Are you trying to make sense of forming an IoT strategy, and looking for pointers on why it’s different from existing m2m and industrial control technologies?
Industrial businesses have been connecting sensors and devices for process control and system operation for several decades. IoT can seem an evolutionary step, so are there more significant differences?
A perspective on the difference is the ability to scale.
m2m has generally been deployed as single purpose systems bespoke to a particular application. IoT can do the same. But what happens when you want to scale massively? Can the m2m application scale to huge numbers of devices, users or to many different customer sites?
The difference is not so much on the application or purpose, but the system design. Who is the owner, operator or manager?
In IoT systems, many of the components are subscribed services, with devices designed to connect to these; e.g. communications, data servers, analytic engines. A boat tracker will use 2G cell modems to send a text message with the GPS location to each user. But a modern IoT design, could use a LPWAN tracker via an API to send data to a cloud system, with an online application that has individual user login.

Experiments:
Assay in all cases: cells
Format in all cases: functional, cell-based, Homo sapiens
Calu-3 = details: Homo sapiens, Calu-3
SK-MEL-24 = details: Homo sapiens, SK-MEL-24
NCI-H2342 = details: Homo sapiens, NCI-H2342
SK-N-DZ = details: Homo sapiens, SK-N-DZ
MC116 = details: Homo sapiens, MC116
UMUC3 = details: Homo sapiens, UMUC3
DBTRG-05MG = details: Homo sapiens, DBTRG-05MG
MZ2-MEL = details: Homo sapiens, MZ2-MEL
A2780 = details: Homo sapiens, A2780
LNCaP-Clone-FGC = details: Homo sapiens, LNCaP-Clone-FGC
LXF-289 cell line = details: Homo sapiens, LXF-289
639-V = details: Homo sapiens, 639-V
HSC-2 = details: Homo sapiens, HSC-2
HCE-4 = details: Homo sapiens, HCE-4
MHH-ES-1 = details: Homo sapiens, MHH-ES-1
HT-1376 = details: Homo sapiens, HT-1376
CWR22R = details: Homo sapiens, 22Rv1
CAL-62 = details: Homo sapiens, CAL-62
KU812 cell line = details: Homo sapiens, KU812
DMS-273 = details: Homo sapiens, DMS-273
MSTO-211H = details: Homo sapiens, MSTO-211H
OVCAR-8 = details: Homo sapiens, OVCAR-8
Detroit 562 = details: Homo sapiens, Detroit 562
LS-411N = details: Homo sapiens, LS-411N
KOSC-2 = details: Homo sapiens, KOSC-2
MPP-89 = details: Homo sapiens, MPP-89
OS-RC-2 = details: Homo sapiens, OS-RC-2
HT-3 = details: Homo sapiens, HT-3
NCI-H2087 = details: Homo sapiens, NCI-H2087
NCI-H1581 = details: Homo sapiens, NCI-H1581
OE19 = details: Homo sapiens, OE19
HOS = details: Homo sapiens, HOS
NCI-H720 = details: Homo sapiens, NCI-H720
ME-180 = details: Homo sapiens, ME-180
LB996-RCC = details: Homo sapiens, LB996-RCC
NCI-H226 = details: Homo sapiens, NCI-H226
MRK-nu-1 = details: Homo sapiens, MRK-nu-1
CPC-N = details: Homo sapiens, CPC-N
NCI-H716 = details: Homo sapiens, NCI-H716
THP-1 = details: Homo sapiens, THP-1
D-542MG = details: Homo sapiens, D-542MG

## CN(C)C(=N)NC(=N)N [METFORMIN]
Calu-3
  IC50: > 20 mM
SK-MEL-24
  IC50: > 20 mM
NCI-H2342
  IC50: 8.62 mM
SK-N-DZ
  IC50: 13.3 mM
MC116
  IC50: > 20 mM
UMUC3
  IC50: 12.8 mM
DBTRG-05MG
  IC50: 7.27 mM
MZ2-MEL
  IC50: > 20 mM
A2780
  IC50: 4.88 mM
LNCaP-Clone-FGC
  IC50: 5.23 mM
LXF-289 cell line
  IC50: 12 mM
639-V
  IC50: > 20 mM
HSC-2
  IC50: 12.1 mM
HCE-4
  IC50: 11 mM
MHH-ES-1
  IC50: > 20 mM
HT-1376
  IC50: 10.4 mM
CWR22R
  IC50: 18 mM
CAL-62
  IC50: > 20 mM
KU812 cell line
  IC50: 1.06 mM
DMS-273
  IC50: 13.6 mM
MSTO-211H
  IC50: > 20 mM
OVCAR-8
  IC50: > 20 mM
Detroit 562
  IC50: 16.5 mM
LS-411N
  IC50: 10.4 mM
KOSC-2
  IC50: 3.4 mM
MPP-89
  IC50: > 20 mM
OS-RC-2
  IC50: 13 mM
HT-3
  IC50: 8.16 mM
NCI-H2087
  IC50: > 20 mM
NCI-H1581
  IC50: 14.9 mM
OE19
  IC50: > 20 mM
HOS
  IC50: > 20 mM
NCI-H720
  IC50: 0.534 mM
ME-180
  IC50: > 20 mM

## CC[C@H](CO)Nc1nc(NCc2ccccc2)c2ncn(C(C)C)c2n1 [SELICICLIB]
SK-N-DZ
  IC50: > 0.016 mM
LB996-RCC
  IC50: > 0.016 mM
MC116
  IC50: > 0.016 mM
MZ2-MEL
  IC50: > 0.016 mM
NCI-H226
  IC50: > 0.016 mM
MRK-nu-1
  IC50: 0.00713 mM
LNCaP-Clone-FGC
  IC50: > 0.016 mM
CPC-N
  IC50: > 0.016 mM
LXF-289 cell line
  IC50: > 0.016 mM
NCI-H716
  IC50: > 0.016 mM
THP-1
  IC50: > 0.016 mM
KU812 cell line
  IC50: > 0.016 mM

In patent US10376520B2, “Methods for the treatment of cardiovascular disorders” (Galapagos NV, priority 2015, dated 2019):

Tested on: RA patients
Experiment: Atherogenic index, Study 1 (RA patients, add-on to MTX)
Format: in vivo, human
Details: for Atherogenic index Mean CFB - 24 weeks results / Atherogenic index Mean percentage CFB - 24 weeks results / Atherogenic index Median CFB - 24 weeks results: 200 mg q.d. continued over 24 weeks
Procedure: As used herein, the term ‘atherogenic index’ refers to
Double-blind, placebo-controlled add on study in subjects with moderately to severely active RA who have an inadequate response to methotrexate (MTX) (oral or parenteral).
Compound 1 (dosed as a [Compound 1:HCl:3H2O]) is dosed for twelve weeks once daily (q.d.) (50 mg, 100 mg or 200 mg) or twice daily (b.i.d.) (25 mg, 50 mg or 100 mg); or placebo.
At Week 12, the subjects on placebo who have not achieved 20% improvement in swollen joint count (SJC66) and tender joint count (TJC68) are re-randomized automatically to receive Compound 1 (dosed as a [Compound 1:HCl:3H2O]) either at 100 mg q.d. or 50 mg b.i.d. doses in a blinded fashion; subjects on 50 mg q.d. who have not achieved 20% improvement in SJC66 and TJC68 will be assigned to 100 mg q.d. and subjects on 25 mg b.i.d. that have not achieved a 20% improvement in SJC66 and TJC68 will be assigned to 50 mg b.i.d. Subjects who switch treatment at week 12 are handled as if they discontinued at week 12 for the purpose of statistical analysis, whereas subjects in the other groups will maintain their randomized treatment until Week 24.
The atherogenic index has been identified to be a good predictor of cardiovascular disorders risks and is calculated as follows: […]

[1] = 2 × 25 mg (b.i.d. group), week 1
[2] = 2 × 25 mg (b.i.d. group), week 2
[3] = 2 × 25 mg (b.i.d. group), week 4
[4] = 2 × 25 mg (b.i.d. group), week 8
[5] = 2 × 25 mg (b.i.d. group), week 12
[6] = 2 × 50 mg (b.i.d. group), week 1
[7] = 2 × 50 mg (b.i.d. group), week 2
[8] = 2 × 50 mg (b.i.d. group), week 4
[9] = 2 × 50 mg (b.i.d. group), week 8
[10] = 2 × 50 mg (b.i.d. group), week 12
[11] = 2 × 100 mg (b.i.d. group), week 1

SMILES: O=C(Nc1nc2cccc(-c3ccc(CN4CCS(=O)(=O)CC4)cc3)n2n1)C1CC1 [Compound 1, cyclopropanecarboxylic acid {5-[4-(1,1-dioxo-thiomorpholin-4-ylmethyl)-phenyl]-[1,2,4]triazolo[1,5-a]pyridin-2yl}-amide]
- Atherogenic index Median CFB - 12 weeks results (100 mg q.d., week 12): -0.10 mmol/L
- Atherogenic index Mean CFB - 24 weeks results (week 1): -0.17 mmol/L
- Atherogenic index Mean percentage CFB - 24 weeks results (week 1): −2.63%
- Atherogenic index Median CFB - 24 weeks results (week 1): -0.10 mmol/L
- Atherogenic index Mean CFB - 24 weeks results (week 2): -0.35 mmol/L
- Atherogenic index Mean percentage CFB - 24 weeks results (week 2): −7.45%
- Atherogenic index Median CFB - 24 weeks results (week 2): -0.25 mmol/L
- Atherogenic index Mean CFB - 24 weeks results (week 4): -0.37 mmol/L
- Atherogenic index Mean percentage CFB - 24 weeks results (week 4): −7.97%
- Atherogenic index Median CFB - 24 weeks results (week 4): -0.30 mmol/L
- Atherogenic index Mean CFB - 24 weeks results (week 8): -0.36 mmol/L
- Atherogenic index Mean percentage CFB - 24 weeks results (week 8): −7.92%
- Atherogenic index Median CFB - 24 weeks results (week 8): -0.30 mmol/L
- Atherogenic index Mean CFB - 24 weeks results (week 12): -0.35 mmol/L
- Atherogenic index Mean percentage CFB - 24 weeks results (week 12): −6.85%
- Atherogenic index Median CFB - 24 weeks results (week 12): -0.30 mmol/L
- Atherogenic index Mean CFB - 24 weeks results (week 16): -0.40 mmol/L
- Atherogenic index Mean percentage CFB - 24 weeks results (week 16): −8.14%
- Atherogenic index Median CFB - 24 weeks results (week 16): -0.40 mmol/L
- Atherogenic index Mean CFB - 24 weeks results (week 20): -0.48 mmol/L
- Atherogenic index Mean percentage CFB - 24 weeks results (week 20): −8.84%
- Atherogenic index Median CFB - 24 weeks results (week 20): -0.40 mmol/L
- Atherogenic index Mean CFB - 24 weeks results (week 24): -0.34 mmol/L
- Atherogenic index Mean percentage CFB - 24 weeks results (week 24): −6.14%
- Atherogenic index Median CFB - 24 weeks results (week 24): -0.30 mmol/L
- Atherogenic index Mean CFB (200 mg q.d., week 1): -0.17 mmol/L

Another comparison is to look at Uber – a very well known cloud business – not owning cars and not employing drivers. It may appear to the customer as a taxi business, and as a competitor is disrupting the industry. But as an IoT example it scales massively because it doesn’t own, operate or manage the cars or drivers – it’s a platform that collects and analyses data, and enables decisions.
By leasing or subscribing services, or by providing a service that the user self-deploys, costs reduce and service can scale at a lower price in relation to the size of the device count or user base.
So, yes, m2m can be an IoT system, but IoT is much more than m2m. How big can your operations scale using an IoT approach?